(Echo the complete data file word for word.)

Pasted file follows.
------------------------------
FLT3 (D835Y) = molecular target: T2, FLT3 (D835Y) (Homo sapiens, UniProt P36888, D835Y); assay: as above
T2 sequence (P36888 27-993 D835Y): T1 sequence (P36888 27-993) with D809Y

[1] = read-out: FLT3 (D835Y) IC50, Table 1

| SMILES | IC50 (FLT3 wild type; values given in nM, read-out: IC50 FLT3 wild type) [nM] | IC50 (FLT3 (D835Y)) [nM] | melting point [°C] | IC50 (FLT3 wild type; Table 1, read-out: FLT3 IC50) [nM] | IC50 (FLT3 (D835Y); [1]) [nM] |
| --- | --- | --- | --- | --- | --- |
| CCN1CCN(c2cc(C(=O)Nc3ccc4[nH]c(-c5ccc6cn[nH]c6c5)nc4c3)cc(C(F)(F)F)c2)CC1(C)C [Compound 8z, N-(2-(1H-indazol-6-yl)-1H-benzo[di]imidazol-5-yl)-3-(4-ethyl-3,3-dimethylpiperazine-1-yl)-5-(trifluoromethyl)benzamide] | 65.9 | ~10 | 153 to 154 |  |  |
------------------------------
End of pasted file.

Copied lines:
FLT3 (D835Y) = molecular target: T2, FLT3 (D835Y) (Homo sapiens, UniProt P36888, D835Y); assay: as above
T2 sequence (P36888 27-993 D835Y): T1 sequence (P36888 27-993) with D809Y

[1] = read-out: FLT3 (D835Y) IC50, Table 1

| SMILES | IC50 (FLT3 wild type; values given in nM, read-out: IC50 FLT3 wild type) [nM] | IC50 (FLT3 (D835Y)) [nM] | melting point [°C] | IC50 (FLT3 wild type; Table 1, read-out: FLT3 IC50) [nM] | IC50 (FLT3 (D835Y); [1]) [nM] |
| --- | --- | --- | --- | --- | --- |
| CCN1CCN(c2cc(C(=O)Nc3ccc4[nH]c(-c5ccc6cn[nH]c6c5)nc4c3)cc(C(F)(F)F)c2)CC1(C)C [Compound 8z, N-(2-(1H-indazol-6-yl)-1H-benzo[di]imidazol-5-yl)-3-(4-ethyl-3,3-dimethylpiperazine-1-yl)-5-(trifluoromethyl)benzamide] | 65.9 | ~10 | 153 to 154 |  |  |